Your perceived ‘free time’ is also a challenge for the significant others in your life. Discuss your time management with them so you all agree that your job (when you don’t have a job) is to look for a job. If you don’t approach your job search this way, you’ll be constantly distracted by the myriads of projects you can do around the house, or what
others will find for you to do.
II Chronicles reinforces this when it says:
But as for you, be strong and do not give up, for your work will be rewarded.”
We recommend that you spend five to six hours a day, five days a week in your job search. What you do with that time will be detailed in the rest of my book, “The Christian Job Search Manual,”
To focus on your search, set aside a place in your home that’s dedicated to job search activities. Whether this is a corner of your bedroom or living room, space in the garage, a guest bedroom…it doesn’t matter. What does matter is having a space where you keep all your job search resources. This space becomes your job search office.
One client told me he was having trouble focusing until he found a solution that worked for him. Each day, he would get up, shower, shave and do all of the other things to get ready ‘to go to work.’ Then he would go out, walk around the block and return to his ‘job search office’ in his home. For him, this was his commute, and it helped him get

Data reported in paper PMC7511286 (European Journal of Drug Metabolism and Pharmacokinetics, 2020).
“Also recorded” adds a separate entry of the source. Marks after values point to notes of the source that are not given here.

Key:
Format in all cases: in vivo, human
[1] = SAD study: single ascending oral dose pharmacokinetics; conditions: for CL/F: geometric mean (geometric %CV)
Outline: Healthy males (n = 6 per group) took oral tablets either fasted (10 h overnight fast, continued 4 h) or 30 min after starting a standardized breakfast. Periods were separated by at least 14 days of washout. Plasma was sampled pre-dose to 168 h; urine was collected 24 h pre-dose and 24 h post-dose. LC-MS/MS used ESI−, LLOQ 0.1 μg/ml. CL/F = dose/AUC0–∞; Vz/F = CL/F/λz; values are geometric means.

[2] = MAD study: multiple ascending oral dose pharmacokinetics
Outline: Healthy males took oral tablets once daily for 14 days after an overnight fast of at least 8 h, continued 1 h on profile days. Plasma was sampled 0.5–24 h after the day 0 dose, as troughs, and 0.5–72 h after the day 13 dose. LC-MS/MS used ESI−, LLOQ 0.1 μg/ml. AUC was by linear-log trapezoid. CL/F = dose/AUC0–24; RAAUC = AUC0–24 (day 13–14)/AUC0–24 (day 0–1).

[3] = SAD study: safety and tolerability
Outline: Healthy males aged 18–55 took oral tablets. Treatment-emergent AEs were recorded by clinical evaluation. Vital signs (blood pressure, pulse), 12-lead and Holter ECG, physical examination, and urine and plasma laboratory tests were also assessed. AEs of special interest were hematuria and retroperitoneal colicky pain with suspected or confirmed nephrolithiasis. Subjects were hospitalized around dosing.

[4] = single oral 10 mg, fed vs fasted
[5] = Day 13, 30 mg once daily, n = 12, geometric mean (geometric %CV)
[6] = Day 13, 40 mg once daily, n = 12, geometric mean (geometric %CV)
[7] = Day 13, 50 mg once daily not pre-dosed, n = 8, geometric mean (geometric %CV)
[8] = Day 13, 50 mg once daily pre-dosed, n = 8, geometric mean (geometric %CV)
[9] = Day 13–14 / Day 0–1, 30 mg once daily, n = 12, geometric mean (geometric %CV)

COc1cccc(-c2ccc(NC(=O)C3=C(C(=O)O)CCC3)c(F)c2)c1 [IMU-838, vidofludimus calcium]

into a mindset to go to work at his job search.
Whatever it takes for you to be successful, find it and stick to it. It doesn’t matter how corny it may sound; if it works for you, it’s worth it.
These tips and techniques will help you be better prepared, more energized, and ready to conduct an effective job search. But they won’t just happen; you must make them happen.
- Are you keeping in shape physically, or taking steps to get into shape?
- Are you communicating with your spouse or other close friends to let them know how you’re doing and what you’re struggling with?
- Are you eating healthy, or are you binging?
- Have you set aside the office space you need to conduct your search?
- Are you getting the sleep you need, without spending too much time in bed?
- Do you find you have become addicted to certain chemicals or practices that are damaging and robbing you of energy and zeal for the Lord?
- Are you managing your time effectively, and not letting others or the “honey-do” list manage it for you?
To read about any of the other Job Search Aspects, please click on a link below:
The Spiritual Aspect
This is an excerpt from my book “The Christian Job Search Manual,” click on this link to purchase the book.
If you would like to explore working with a Christian centered Career Coach, Contact me for a no-obligation 60-90 minute job search consultation with America’s Job Searching Coach, or text me at 425-220-0707 and we can discuss your situation, your résumé, what you would like to achieve, and structure your job search to fit your uniqueness.
I am also available to speak to groups.
Comments are closed.